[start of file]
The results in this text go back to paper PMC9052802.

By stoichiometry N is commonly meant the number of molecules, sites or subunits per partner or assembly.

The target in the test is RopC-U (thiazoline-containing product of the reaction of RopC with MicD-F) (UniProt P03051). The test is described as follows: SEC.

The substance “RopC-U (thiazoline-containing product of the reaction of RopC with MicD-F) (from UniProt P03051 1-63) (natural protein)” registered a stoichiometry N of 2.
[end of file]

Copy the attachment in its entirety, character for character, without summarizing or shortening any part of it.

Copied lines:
The results in this text go back to paper PMC9052802.

By stoichiometry N is commonly meant the number of molecules, sites or subunits per partner or assembly.

The target in the test is RopC-U (thiazoline-containing product of the reaction of RopC with MicD-F) (UniProt P03051). The test is described as follows: SEC.

The substance “RopC-U (thiazoline-containing product of the reaction of RopC with MicD-F) (from UniProt P03051 1-63) (natural protein)” registered a stoichiometry N of 2.